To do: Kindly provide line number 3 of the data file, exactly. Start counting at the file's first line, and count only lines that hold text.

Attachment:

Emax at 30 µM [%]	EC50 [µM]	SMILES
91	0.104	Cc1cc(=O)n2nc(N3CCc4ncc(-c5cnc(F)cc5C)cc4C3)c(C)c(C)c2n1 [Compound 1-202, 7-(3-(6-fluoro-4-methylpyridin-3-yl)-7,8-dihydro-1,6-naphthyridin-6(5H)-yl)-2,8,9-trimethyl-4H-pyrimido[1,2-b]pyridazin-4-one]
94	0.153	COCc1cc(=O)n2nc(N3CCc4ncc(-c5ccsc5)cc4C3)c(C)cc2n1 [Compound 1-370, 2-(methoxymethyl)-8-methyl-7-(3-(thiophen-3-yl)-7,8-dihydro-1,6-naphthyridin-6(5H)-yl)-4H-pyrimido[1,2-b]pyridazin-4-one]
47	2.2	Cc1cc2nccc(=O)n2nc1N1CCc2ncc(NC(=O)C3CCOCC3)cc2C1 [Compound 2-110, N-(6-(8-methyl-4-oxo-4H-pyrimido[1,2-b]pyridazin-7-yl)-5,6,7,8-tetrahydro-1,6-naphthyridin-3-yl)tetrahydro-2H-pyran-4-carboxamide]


94	0.153	COCc1cc(=O)n2nc(N3CCc4ncc(-c5ccsc5)cc4C3)c(C)cc2n1 [Compound 1-370, 2-(methoxymethyl)-8-methyl-7-(3-(thiophen-3-yl)-7,8-dihydro-1,6-naphthyridin-6(5H)-yl)-4H-pyrimido[1,2-b]pyridazin-4-one]